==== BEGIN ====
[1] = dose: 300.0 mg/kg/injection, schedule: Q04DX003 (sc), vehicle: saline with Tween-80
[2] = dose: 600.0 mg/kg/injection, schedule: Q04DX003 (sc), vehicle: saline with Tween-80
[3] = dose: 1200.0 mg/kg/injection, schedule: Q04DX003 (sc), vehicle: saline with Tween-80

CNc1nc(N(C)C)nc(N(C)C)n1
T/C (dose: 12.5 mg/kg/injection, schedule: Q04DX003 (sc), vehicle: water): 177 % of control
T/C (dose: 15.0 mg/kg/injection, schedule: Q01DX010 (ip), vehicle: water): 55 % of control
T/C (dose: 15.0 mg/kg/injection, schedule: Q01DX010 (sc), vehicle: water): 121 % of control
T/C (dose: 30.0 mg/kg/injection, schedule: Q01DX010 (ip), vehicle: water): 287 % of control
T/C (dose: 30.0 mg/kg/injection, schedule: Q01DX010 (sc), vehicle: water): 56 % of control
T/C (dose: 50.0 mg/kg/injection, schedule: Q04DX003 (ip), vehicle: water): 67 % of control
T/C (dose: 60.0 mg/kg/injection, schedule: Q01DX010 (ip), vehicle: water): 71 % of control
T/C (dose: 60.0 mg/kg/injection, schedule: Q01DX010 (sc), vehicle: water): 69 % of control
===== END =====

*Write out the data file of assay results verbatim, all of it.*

[1] = dose: 300.0 mg/kg/injection, schedule: Q04DX003 (sc), vehicle: saline with Tween-80
[2] = dose: 600.0 mg/kg/injection, schedule: Q04DX003 (sc), vehicle: saline with Tween-80
[3] = dose: 1200.0 mg/kg/injection, schedule: Q04DX003 (sc), vehicle: saline with Tween-80

CNc1nc(N(C)C)nc(N(C)C)n1
T/C (dose: 12.5 mg/kg/injection, schedule: Q04DX003 (sc), vehicle: water): 177 % of control
T/C (dose: 15.0 mg/kg/injection, schedule: Q01DX010 (ip), vehicle: water): 55 % of control
T/C (dose: 15.0 mg/kg/injection, schedule: Q01DX010 (sc), vehicle: water): 121 % of control
T/C (dose: 30.0 mg/kg/injection, schedule: Q01DX010 (ip), vehicle: water): 287 % of control
T/C (dose: 30.0 mg/kg/injection, schedule: Q01DX010 (sc), vehicle: water): 56 % of control
T/C (dose: 50.0 mg/kg/injection, schedule: Q04DX003 (ip), vehicle: water): 67 % of control
T/C (dose: 60.0 mg/kg/injection, schedule: Q01DX010 (ip), vehicle: water): 71 % of control
T/C (dose: 60.0 mg/kg/injection, schedule: Q01DX010 (sc), vehicle: water): 69 % of control